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Nucleic Acids | Peer Reviewed Journals
Clinical & Medical Biochemistry

Clinical & Medical Biochemistry
Open Access

ISSN: 2471-2663

+32 25889658

Nucleic Acids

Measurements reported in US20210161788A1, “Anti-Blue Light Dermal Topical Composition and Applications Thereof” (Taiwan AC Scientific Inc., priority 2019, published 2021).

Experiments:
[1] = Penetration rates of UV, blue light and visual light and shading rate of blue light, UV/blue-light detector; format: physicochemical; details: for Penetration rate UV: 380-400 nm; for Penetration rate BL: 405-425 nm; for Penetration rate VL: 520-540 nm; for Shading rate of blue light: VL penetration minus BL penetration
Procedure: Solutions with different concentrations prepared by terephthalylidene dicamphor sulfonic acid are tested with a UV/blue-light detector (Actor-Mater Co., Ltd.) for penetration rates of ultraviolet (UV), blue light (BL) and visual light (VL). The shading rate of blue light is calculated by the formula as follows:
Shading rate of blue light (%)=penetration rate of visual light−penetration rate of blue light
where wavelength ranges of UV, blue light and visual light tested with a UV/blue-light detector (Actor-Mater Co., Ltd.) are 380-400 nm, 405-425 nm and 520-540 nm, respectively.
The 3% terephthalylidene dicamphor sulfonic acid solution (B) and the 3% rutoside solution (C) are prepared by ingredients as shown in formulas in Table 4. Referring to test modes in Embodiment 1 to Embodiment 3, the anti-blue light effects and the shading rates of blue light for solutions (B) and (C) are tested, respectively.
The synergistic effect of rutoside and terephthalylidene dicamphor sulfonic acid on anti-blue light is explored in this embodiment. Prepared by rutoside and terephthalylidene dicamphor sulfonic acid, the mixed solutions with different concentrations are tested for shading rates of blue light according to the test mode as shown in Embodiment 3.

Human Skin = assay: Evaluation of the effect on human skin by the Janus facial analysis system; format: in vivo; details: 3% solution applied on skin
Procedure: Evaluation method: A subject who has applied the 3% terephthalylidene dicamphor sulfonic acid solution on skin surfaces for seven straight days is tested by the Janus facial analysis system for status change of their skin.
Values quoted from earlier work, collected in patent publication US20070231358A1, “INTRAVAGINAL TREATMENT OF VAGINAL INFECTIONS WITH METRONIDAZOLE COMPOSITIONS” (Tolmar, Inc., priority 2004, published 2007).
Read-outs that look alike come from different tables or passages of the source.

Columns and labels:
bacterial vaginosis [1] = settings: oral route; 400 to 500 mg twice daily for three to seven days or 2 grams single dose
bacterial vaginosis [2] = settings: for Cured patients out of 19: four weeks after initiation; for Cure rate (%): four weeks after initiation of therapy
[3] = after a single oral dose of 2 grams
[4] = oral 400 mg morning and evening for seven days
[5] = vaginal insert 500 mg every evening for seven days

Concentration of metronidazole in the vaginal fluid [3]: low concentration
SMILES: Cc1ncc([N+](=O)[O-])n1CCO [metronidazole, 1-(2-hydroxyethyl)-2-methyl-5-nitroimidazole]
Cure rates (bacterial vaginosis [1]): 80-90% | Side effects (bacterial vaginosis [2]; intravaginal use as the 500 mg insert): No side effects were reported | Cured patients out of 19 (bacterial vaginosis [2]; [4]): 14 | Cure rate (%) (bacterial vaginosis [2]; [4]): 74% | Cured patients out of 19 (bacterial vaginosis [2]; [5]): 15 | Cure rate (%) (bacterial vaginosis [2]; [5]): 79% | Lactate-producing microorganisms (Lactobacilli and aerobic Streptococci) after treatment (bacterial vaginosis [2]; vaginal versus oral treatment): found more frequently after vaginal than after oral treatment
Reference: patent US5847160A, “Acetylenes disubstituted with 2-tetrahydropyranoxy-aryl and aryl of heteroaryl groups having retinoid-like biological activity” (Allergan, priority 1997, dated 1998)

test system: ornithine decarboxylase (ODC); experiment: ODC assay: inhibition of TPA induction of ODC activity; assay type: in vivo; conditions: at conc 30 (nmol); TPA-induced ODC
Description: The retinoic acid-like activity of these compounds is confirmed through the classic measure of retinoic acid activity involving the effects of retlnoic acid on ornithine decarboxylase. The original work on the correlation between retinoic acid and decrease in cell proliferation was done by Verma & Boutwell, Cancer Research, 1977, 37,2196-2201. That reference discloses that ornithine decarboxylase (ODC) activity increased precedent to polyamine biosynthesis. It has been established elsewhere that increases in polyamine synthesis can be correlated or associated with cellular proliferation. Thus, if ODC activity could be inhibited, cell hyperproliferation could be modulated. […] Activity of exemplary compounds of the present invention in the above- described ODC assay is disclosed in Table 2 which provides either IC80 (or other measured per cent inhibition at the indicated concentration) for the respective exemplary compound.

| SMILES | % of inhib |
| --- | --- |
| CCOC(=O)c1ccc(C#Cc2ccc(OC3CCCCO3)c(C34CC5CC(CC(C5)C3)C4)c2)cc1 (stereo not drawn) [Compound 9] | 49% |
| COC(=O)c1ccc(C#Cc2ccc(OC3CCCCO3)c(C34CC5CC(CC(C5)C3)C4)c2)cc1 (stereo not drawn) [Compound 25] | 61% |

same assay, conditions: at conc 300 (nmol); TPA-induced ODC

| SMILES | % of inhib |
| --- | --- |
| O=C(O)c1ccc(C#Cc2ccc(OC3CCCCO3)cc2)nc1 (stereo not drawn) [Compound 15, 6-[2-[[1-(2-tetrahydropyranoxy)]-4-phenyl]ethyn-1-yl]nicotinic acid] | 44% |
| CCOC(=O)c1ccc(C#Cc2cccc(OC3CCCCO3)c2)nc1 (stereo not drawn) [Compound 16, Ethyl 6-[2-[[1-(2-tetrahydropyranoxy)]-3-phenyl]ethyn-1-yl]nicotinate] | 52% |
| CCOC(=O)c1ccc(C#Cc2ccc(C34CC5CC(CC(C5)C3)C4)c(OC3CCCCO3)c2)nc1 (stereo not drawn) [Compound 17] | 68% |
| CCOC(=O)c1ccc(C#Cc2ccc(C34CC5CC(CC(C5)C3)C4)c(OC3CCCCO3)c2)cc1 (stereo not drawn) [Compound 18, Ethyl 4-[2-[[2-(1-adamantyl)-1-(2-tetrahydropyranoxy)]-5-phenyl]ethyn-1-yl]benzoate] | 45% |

Nucleic acids are the most important of all biomolecules. These are found in abundance in all living things, where they function to create and encode and then store information of every living cell of every life-form organism on Earth. In turn, they function to transmit and express that information inside and outside the cell nucleus—to the interior operations of the cell and ultimately to the next generation of each living organism. The encoded information is contained and conveyed via the nucleic acid sequence, which provides the 'ladder-step' ordering of nucleotides within the molecules of RNA and DNA. Strings of nucleotides are bonded to form helical backbones—typically, one for RNA, two for DNA—and assembled into chains of base-pairs selected from the five primary, or canonical, nucleobases, which are: adenine, cytosine, guanine, thymine, and uracil. Thymine occurs only in DNA and uracil only in RNA. Using amino acids and the process known as protein synthesis,[1] the specific sequencing in DNA of these nucleobase-pairs enables storing and transmitting coded

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